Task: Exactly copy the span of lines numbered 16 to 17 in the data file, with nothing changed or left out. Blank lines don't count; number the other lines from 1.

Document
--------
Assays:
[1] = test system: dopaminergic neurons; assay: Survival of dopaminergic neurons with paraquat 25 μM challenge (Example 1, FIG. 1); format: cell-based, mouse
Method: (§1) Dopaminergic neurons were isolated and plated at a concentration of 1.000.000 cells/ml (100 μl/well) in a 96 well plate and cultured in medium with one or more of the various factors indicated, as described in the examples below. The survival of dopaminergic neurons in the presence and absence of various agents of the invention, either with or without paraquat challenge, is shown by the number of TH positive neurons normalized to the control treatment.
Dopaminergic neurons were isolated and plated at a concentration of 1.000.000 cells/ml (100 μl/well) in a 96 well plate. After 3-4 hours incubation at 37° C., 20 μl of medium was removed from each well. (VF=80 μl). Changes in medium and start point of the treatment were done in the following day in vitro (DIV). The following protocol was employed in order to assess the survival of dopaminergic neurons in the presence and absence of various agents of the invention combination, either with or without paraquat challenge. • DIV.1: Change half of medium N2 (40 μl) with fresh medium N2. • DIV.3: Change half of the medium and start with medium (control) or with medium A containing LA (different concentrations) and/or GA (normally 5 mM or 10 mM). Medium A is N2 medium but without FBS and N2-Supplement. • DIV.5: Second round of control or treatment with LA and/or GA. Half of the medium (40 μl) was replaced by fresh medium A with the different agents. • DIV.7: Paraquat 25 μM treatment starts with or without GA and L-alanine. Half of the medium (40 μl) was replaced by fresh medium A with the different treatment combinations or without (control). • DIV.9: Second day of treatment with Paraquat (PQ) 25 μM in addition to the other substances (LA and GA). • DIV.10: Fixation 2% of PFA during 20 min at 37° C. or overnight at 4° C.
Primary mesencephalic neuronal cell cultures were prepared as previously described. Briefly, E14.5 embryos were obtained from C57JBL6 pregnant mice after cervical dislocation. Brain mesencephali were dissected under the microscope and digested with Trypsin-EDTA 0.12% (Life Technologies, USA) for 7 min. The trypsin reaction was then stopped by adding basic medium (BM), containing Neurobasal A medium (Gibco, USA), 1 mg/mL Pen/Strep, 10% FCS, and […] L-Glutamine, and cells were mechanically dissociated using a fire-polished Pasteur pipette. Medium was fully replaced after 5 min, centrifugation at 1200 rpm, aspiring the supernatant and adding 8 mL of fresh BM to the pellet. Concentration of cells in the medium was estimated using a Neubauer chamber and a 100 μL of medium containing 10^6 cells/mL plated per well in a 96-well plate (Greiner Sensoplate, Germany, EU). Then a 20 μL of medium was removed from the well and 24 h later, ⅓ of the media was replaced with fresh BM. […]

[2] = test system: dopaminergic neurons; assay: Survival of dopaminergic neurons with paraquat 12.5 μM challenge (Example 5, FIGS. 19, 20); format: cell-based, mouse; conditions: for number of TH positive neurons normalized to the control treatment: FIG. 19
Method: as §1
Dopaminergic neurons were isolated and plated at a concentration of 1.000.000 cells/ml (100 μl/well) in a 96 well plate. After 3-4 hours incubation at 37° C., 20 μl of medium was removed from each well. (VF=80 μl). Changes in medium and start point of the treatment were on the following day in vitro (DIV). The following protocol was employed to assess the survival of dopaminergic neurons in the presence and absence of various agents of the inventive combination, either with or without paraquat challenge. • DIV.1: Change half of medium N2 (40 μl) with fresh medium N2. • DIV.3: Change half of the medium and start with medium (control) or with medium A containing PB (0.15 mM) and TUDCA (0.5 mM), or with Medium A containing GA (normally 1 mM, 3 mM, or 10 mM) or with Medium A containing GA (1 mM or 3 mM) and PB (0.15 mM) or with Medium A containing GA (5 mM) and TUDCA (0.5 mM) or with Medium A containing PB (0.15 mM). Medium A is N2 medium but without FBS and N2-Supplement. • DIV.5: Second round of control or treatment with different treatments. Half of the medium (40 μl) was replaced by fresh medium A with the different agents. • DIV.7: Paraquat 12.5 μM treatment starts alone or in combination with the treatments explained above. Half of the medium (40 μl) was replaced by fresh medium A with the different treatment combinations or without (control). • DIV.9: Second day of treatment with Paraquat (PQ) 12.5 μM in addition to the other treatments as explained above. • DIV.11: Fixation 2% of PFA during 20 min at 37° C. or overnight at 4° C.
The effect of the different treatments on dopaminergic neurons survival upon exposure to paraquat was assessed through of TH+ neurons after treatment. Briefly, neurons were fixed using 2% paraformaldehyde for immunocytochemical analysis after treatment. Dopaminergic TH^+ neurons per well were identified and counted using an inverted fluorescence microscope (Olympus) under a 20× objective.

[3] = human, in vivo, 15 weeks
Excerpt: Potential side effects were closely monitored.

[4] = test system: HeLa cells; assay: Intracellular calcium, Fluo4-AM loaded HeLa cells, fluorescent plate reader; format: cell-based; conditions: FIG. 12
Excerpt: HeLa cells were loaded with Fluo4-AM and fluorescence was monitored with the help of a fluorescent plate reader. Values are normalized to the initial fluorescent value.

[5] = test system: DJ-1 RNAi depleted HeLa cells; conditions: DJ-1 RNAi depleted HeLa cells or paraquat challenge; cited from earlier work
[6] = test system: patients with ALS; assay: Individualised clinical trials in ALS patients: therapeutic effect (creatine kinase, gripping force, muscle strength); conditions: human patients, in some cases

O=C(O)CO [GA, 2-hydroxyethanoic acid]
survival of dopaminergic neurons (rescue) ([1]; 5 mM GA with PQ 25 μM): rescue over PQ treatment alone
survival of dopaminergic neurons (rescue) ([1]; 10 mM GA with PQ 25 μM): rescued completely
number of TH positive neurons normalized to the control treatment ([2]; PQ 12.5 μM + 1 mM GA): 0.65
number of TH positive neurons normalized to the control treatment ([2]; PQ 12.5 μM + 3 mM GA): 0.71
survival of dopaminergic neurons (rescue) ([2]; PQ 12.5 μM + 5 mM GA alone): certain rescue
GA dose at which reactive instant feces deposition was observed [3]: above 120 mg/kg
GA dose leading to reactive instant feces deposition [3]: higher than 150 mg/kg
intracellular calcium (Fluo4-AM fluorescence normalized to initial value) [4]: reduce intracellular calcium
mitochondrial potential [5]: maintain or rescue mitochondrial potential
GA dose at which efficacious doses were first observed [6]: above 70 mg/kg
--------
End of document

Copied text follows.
O=C(O)CO [GA, 2-hydroxyethanoic acid]
survival of dopaminergic neurons (rescue) ([1]; 5 mM GA with PQ 25 μM): rescue over PQ treatment alone